This simple illustration pictures an important aspect of the life of faith: Your Christian walk is the direct result of what you believe about God and yourself. If your faith is off, your walk will be off. If your walk is off, you can be sure it’s because your faith is off. As a new Christian, you needed some time to learn how to “hit the ball straight” in your belief system. You could be off 20 degrees in what you believed and still be on the fairway because you were still growing and had a lot to learn. But the longer you persist in a faulty belief system, the less fulfilling and productive your daily walk of faith will be. As you grow older you will find yourself stumbling through the rough or out of bounds spiritually if the course you have set for your life doesn’t agree with Scripture.

For many adults, a mid-life crisis is the result of basing their concept of success and fulfillment on the world instead of on the Word of God. Tragically, many of our children and teenagers are heading for the same fall because their beliefs are not founded on Scripture. As a result, their lives are often bankrupt before they leave high school.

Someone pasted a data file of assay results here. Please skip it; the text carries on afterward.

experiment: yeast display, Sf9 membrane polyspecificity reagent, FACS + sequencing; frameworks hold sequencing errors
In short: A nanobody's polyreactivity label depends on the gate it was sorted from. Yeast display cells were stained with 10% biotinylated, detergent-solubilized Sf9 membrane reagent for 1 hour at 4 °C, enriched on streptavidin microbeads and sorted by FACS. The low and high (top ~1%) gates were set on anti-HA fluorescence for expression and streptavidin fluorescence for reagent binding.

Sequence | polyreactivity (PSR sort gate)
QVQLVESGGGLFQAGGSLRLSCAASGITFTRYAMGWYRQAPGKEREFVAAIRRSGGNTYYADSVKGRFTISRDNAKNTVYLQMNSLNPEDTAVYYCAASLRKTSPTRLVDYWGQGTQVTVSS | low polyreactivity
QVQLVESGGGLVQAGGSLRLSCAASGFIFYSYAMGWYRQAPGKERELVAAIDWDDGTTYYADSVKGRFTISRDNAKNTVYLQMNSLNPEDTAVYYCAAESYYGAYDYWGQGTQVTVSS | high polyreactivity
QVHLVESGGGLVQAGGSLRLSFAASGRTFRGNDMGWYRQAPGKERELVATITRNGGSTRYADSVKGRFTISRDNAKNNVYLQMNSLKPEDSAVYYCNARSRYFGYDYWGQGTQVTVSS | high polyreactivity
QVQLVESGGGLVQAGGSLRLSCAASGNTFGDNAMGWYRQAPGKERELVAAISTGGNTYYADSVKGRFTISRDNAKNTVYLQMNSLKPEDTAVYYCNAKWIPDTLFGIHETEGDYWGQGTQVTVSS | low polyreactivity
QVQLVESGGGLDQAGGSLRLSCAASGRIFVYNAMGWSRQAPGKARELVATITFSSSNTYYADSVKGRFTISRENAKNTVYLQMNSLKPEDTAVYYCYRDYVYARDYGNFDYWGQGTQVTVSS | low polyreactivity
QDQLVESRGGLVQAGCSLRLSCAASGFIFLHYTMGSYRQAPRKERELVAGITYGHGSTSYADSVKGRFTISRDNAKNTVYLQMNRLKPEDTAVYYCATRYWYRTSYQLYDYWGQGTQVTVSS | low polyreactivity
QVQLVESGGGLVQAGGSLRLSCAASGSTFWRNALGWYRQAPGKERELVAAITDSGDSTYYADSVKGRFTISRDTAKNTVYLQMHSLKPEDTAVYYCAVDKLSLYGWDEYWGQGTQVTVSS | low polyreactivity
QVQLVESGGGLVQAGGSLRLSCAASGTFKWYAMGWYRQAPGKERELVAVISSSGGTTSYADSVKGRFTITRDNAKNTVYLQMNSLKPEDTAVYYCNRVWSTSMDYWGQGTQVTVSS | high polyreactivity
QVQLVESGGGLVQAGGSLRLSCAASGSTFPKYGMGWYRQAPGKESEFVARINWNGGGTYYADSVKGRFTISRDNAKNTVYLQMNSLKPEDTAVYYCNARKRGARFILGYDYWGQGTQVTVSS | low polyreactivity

I found this on the web.  How true it is.  In my blog, I hope to never cause any error for anyone, whether it be in a religious or other type of walk of life.  I hope my blog becomes a light to others.  I want it to be a forum where ideas can be discussed.  If I am ever in error, let me know.  Even if it is something minor.

~ EE

Published in: on September 24, 2006 at 9:27 pm  Leave a Comment  

Nutty Northern Neighbors

Some fellow passengers are questioning why an Orthodox Jewish man was removed from an Air Canada Jazz flight in Montreal last week for praying.

The man was a passenger on a Sept. 1 flight from Montreal to New York City when the incident happened.

The airplane was heading towards the runway at the Pierre Elliott Trudeau International Airport when eyewitnesses said the Orthodox man began to pray. 

“He was clearly a Hasidic Jew,” said Yves Faguy, a passenger seated nearby. “He had some sort of cover over his head. He was reading from a book.